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M. W. Hazen
INDEX OF PAPERS
INDEX OF LECTURES
BIOGRAPHIES
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Presentation of a Volume of Sacred Law
There is a little harbor in the Firth of Forth, Scotland, where the large ocean-going vessels enter prior to going on a long journey. There, in those quiet waters far removed from the noise and bustle of a great seaport, expert craftsmen adjust the compass needle of the ship. When that is done the captain of the ship moves towards the open sea with confidence and assurance. He knows that with a compass that is true, and his eye upon the chart, he will eventually reach his desired haven.
There is a similarity between the adjusting of the ship's compass and your reception into Freemasonry. At your initiation, as well as in that of being raised to the Master Mason degree you were in the hands of true and trusted craftsmen. In the quietness of the lodge room they helped you adjust the compass needle of your soul—they pointed you to God the Great Architect of the Universe, as that is the point from which a Master Mason cannot err. They urged you to follow his star in the East.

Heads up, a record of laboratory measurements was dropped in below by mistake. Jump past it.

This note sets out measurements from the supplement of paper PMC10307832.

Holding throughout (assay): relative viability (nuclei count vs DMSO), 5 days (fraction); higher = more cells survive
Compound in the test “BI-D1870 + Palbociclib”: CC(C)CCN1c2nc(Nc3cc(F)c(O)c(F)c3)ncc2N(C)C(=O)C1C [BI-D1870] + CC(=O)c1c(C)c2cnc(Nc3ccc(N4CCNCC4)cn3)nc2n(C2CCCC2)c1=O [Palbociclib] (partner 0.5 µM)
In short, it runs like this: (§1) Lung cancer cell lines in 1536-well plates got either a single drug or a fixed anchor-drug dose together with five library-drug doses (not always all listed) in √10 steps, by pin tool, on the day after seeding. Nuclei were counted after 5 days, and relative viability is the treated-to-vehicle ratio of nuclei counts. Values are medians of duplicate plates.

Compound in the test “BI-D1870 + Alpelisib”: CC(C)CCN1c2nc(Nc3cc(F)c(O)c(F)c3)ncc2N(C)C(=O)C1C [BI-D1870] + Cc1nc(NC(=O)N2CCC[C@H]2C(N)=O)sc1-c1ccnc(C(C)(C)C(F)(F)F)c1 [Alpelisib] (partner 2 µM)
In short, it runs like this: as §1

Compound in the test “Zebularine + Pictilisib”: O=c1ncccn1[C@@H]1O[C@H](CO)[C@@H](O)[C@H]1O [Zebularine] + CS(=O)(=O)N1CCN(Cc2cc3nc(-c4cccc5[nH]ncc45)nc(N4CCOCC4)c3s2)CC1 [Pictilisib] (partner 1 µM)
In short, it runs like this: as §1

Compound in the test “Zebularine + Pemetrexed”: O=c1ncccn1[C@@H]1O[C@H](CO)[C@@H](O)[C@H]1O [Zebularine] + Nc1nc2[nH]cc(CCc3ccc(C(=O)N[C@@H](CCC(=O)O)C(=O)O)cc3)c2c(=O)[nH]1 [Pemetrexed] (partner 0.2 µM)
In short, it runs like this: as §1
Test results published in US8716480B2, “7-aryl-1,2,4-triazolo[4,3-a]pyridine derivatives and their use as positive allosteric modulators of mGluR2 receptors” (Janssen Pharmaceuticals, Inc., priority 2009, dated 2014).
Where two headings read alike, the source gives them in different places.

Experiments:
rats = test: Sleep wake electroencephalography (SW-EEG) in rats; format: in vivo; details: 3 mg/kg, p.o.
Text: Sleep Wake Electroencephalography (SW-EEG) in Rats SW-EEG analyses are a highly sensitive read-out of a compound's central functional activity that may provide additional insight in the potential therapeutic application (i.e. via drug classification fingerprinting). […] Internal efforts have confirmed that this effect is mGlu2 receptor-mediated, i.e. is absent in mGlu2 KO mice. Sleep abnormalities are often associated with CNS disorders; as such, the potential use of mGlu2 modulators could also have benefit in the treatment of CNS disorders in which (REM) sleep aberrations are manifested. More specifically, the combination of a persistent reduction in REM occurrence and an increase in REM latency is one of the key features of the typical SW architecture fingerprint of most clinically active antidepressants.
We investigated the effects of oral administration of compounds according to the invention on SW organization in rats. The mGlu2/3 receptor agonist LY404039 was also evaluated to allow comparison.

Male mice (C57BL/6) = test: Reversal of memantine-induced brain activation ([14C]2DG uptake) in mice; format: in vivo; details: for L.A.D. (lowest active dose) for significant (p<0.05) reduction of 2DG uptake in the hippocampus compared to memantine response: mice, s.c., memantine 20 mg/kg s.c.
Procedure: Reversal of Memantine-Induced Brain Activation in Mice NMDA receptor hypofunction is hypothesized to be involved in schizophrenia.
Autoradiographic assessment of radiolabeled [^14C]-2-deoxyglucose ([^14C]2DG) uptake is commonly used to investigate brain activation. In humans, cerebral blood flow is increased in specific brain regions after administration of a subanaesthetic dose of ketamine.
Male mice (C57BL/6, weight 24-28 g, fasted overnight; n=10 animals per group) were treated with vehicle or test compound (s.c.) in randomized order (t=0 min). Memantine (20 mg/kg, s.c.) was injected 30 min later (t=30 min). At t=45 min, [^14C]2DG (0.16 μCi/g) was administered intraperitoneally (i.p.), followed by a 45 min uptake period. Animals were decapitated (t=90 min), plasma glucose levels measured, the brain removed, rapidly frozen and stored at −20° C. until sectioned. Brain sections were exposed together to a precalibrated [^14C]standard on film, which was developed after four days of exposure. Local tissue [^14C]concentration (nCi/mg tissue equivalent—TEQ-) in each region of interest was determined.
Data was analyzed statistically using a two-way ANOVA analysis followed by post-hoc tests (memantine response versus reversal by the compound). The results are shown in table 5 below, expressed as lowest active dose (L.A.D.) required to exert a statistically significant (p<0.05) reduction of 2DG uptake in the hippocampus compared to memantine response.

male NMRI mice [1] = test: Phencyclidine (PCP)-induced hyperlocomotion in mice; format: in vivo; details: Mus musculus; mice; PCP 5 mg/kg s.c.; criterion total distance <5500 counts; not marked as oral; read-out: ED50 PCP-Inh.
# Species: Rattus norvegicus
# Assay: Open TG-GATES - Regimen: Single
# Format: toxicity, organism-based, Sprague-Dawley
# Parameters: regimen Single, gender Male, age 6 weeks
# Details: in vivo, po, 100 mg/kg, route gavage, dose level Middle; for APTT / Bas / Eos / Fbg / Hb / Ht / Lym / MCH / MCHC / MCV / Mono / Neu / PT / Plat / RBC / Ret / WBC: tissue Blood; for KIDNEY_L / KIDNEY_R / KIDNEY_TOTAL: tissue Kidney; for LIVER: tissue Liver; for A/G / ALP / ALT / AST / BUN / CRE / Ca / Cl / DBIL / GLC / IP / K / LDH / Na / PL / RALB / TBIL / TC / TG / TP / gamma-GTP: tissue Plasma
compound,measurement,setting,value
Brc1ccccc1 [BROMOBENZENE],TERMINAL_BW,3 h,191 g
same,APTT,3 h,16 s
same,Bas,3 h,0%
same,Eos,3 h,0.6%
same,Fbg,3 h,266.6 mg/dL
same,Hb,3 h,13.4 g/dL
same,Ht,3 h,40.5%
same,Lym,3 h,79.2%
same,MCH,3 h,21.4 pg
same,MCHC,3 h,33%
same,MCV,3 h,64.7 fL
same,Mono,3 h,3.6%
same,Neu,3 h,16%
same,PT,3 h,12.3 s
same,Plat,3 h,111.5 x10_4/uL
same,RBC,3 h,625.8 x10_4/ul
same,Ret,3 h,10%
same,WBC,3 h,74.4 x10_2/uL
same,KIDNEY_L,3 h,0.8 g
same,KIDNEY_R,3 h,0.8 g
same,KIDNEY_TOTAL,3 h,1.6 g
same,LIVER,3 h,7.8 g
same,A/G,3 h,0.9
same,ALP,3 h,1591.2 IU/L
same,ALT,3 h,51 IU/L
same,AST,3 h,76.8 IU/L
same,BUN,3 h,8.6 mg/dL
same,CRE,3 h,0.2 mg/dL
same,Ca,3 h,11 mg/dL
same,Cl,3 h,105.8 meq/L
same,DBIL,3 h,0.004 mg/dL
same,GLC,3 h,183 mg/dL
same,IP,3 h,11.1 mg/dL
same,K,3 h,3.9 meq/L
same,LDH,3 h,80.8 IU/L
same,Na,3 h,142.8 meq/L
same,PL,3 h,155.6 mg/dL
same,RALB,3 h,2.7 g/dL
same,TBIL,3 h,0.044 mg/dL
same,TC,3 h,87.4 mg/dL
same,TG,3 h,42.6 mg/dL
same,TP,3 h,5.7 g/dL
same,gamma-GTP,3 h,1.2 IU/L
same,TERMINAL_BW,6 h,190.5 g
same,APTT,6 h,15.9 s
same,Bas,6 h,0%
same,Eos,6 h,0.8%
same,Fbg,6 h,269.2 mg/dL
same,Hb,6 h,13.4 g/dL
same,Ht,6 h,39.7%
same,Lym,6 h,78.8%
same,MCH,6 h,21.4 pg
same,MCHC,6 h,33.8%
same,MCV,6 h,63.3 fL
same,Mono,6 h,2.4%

Now that that has been accomplished, you, as master of the ship turn towards the open sea of life, I trust, with confidence and assurance. In addition to the Compass you will require a chart of the journey. On behlf of ___ Lodge I have the pleasure to present to you this chart (the VoSL) which can be as lamp to your feet and a guide unto your path. It will teach you your duty to God, to yourself, and to your fellow men.
If you continue to put your trust in the the Great Architect of the Universe he will lead you inn safety towards those immortal mansions where the Great Architect of the Universe lives and rules forever.
A brother freemason, and a poet, has expressed his confidence and assurance in these words:-
I know not where his Islands lift
their fronded palms in air
I only know I cannot drift
beyond his love and care.
Harry Brownlee Wallace, Evergreen Lodge No. 148

From a typed copy in the Archive of the Grand Lodge of British Columbia and Yukon. End lines from "The Eternal Goodness" (1867) by John Greenleaf Whittier.

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